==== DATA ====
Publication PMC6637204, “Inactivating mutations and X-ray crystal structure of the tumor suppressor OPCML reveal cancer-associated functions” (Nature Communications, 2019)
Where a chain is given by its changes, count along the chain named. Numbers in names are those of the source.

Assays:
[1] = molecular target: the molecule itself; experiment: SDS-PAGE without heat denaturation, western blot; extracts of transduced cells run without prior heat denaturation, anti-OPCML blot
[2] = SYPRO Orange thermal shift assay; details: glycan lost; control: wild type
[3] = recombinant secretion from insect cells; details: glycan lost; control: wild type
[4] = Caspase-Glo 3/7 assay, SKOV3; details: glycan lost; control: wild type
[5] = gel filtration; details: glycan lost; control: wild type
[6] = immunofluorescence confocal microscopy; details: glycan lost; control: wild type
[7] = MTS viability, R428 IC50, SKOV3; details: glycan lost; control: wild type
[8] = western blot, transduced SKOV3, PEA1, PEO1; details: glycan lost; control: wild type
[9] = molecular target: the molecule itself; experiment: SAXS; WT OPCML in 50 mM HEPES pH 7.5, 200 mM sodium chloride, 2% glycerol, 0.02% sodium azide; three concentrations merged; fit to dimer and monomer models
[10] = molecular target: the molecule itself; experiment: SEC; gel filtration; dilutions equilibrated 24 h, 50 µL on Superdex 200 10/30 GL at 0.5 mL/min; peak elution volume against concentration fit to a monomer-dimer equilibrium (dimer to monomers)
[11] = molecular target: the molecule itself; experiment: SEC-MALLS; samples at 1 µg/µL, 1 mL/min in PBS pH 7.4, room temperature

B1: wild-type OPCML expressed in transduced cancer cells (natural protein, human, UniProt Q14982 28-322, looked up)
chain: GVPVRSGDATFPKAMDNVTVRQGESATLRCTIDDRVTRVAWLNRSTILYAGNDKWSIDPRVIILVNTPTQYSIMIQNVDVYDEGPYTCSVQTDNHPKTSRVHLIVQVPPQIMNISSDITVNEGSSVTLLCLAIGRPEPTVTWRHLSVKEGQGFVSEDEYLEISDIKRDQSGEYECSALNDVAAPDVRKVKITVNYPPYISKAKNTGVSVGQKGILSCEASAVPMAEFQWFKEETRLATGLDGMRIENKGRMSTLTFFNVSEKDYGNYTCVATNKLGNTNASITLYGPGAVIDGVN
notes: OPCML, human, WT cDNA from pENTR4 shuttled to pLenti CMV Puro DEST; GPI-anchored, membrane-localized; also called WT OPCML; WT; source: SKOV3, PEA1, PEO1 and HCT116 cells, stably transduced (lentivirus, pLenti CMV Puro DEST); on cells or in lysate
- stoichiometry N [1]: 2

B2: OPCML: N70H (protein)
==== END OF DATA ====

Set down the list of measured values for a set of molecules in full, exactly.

Publication PMC6637204, “Inactivating mutations and X-ray crystal structure of the tumor suppressor OPCML reveal cancer-associated functions” (Nature Communications, 2019)
Where a chain is given by its changes, count along the chain named. Numbers in names are those of the source.

Assays:
[1] = molecular target: the molecule itself; experiment: SDS-PAGE without heat denaturation, western blot; extracts of transduced cells run without prior heat denaturation, anti-OPCML blot
[2] = SYPRO Orange thermal shift assay; details: glycan lost; control: wild type
[3] = recombinant secretion from insect cells; details: glycan lost; control: wild type
[4] = Caspase-Glo 3/7 assay, SKOV3; details: glycan lost; control: wild type
[5] = gel filtration; details: glycan lost; control: wild type
[6] = immunofluorescence confocal microscopy; details: glycan lost; control: wild type
[7] = MTS viability, R428 IC50, SKOV3; details: glycan lost; control: wild type
[8] = western blot, transduced SKOV3, PEA1, PEO1; details: glycan lost; control: wild type
[9] = molecular target: the molecule itself; experiment: SAXS; WT OPCML in 50 mM HEPES pH 7.5, 200 mM sodium chloride, 2% glycerol, 0.02% sodium azide; three concentrations merged; fit to dimer and monomer models
[10] = molecular target: the molecule itself; experiment: SEC; gel filtration; dilutions equilibrated 24 h, 50 µL on Superdex 200 10/30 GL at 0.5 mL/min; peak elution volume against concentration fit to a monomer-dimer equilibrium (dimer to monomers)
[11] = molecular target: the molecule itself; experiment: SEC-MALLS; samples at 1 µg/µL, 1 mL/min in PBS pH 7.4, room temperature

B1: wild-type OPCML expressed in transduced cancer cells (natural protein, human, UniProt Q14982 28-322, looked up)
chain: GVPVRSGDATFPKAMDNVTVRQGESATLRCTIDDRVTRVAWLNRSTILYAGNDKWSIDPRVIILVNTPTQYSIMIQNVDVYDEGPYTCSVQTDNHPKTSRVHLIVQVPPQIMNISSDITVNEGSSVTLLCLAIGRPEPTVTWRHLSVKEGQGFVSEDEYLEISDIKRDQSGEYECSALNDVAAPDVRKVKITVNYPPYISKAKNTGVSVGQKGILSCEASAVPMAEFQWFKEETRLATGLDGMRIENKGRMSTLTFFNVSEKDYGNYTCVATNKLGNTNASITLYGPGAVIDGVN
notes: OPCML, human, WT cDNA from pENTR4 shuttled to pLenti CMV Puro DEST; GPI-anchored, membrane-localized; also called WT OPCML; WT; source: SKOV3, PEA1, PEO1 and HCT116 cells, stably transduced (lentivirus, pLenti CMV Puro DEST); on cells or in lysate
- stoichiometry N [1]: 2

B2: OPCML: N70H (protein)